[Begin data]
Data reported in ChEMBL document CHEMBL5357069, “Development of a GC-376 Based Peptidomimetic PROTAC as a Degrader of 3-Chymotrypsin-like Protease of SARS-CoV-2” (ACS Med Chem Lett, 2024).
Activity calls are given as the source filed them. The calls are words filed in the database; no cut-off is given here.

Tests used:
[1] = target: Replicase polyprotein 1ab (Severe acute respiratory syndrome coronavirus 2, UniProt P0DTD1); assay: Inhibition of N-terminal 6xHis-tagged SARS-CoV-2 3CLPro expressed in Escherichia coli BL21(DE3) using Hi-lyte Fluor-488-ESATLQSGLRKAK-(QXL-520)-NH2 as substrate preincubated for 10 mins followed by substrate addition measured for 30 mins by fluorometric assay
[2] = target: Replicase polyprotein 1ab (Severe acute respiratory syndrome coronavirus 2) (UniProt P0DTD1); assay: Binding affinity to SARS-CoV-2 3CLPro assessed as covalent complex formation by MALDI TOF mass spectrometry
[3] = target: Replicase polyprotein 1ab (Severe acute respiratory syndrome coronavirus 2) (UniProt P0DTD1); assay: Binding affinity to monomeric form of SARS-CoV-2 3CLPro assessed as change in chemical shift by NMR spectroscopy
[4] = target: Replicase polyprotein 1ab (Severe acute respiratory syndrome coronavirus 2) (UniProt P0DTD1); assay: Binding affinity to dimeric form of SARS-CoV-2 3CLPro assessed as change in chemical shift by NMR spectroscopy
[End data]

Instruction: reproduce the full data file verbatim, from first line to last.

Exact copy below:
Data reported in ChEMBL document CHEMBL5357069, “Development of a GC-376 Based Peptidomimetic PROTAC as a Degrader of 3-Chymotrypsin-like Protease of SARS-CoV-2” (ACS Med Chem Lett, 2024).
Activity calls are given as the source filed them. The calls are words filed in the database; no cut-off is given here.

Tests used:
[1] = target: Replicase polyprotein 1ab (Severe acute respiratory syndrome coronavirus 2, UniProt P0DTD1); assay: Inhibition of N-terminal 6xHis-tagged SARS-CoV-2 3CLPro expressed in Escherichia coli BL21(DE3) using Hi-lyte Fluor-488-ESATLQSGLRKAK-(QXL-520)-NH2 as substrate preincubated for 10 mins followed by substrate addition measured for 30 mins by fluorometric assay
[2] = target: Replicase polyprotein 1ab (Severe acute respiratory syndrome coronavirus 2) (UniProt P0DTD1); assay: Binding affinity to SARS-CoV-2 3CLPro assessed as covalent complex formation by MALDI TOF mass spectrometry
[3] = target: Replicase polyprotein 1ab (Severe acute respiratory syndrome coronavirus 2) (UniProt P0DTD1); assay: Binding affinity to monomeric form of SARS-CoV-2 3CLPro assessed as change in chemical shift by NMR spectroscopy
[4] = target: Replicase polyprotein 1ab (Severe acute respiratory syndrome coronavirus 2) (UniProt P0DTD1); assay: Binding affinity to dimeric form of SARS-CoV-2 3CLPro assessed as change in chemical shift by NMR spectroscopy